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Indiana Arts Commission

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Bobbie GarverBobbie Garver retired Friday, June 28 as community development manager at the Indiana Arts Commission (IAC.) She worked with the IAC longer than any past or present employee, and the IAC believes her to be the longest continuous serving state arts agency employee in the nation.

Garver, born in Lexington, Ky., moved to Indianapolis when she was about five years old and has lived there ever since. She attended school at the Indiana Center—now called the University of Indianapolis—and studied business.

“The decision [to study business was based on] things I had done in high school; I don’t think I gave it a lot of thought, she said. “It was just something I did. I know today, I think about it a lot.”

Garver’s aunt worked for the IAC’s first chairman, Frank Thomas, when Garver was a young teenager. During the summer, Garver worked for his company, Burger Chef, organizing promotional materials for the company and doing other odd jobs. Years later, her aunt had to leave for a summer, and Garver filled her position at the IAC until they could find someone else.

Though the position started out temporary, Garver worked for the IAC for 44 years.

“That was kind of the joke: that I have been working at the IAC until they find someone to fill the position,” Garver said.

Garver joined the IAC on August 8, 1969. Her first memory of the organization was putting together a conference with Thomas, which was new to both of them. She was one of two employees in the office, but the office grew to 25 at one point. Now, the IAC consists of nine employees.

“Bobbie showed exemplary wisdom when working with both artists and organizations,” Lewis Ricci, executive director of the IAC , said. “It would be hard to chronicle in any way the myriad good advice Bobbie gave people in the arts over the years, but one thing is for sure, if you wanted to hear an honest and informed appraisal of a situation, opportunity or challenge, you would call Bobbie first.”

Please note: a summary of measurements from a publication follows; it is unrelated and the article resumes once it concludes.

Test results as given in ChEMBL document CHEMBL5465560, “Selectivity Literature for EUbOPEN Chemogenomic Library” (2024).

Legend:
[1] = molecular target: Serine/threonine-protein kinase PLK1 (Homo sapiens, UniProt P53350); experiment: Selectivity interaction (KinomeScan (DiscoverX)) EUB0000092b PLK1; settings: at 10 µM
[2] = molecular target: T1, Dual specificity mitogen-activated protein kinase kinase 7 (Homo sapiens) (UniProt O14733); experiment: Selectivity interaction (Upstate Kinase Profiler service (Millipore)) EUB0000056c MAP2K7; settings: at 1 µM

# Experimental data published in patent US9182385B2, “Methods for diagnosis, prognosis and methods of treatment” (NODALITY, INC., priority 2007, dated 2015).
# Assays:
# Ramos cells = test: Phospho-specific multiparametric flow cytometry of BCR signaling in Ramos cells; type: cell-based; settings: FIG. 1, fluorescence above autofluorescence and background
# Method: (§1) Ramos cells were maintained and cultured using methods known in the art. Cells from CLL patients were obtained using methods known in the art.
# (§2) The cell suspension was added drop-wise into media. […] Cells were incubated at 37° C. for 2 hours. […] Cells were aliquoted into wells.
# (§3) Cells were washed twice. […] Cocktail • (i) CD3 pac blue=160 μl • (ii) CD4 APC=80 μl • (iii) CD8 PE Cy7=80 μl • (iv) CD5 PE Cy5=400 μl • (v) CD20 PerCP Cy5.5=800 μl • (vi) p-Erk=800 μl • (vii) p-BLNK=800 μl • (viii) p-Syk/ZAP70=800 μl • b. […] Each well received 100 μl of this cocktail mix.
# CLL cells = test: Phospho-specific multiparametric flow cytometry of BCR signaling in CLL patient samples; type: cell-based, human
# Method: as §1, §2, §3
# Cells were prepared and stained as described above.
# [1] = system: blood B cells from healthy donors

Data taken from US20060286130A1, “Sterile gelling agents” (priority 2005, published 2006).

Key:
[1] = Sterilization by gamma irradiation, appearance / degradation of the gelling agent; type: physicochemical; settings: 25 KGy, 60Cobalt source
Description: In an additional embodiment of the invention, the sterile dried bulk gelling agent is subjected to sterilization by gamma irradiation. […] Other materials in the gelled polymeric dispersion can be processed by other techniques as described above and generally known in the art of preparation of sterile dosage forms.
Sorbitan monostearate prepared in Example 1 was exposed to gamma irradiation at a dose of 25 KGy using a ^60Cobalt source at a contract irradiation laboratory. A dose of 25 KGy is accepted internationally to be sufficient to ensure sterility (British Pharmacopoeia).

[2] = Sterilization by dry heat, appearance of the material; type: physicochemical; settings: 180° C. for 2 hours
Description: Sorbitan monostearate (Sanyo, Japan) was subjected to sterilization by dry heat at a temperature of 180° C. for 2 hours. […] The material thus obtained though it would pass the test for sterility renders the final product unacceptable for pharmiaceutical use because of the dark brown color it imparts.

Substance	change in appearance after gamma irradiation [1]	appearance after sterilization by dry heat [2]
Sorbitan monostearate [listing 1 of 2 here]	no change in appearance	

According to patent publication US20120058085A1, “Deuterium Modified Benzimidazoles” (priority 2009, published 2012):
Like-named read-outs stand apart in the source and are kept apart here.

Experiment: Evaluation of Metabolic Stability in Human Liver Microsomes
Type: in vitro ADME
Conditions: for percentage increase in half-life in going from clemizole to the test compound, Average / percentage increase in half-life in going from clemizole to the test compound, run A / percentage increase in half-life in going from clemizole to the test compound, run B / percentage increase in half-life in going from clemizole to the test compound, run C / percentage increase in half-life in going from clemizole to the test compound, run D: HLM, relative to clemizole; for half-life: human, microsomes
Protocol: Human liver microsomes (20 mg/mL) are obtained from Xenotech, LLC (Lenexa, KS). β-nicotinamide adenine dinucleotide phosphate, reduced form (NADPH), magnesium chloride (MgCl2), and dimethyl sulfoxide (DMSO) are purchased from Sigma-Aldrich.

Bobbie Garver, 1977Though she studied business, the arts always interested Garver growing up. Working with the staff, artists and arts organizations was Garver’s favorite part of her job. Before she retired, her position required her to act as a liaison between the IAC and its various Regional Arts Partners, committees and organizations.

“I love the field work,” Garver said. “I love the artists, I like the arts organizations, and I have some really good friends from the staff. So that’s the best part of it—the personalized contact.”

Susan Britsch, community development manager and education coordinator at the IAC, worked with Garver for six years before her retirement. Garver also acted as her mentor when she joined the Commission.

“She brings more what I call institutional knowledge than anyone I have met in my life, and quite frankly, probably more institutional knowledge than anyone would have across the country in any arts commission,” Britsch said. “I don’t know of anyone else who has worked in the position she’s been in for the length of time she has been in it.”

Britsch’s first impression of Garver was her energy, passion and positive attitude. She said now, at the end of the career, Garver has the exact same attitude.

“She is so consistent,” Britsch said. “She has the positive, consistent disposition all the time, which is why everybody loves her. She reminds us all on a daily basis why we do what we do.”

Kristina Davis, current community development manager and accessibility coordinator, knew Garver for five and a half years, and said Garver never sought glory or recognition for her achievements.

She’s just amazing. She just lives such a full life and is such a full person that you’re lucky if you can get a glimpse into that,” Davis said. “She’s just a well-loved person; I hope she continues to feel that. I know she will always need to have some connection to the arts, and I hope she finds what that new meaningful connection is to her, and I think she will.”

Ricci believes Garver will most be remembered in her career for her dedication to the arts and positive attitude with which she served others.

“Bobbie did not simply contribute to the IAC, Bobbie was the IAC,” Ricci said. “As a program officer, she worked on the front line of service, and was the face of the IAC for countless people over many decades… Some people help institutions. Others are the institution. Bobbie is the latter.”

Now that she has retired, Garver hopes to spend much of her time traveling, bonding with her family and “spending her summer on the dock reading frivolous books” at her Lake Freeman cottage.

“I’ve loved working at the Arts Commission, and I’m going to miss it,” Garver said. “It’s a new phase in my life, and it’s very sad, part of it is, but we’ll see.”

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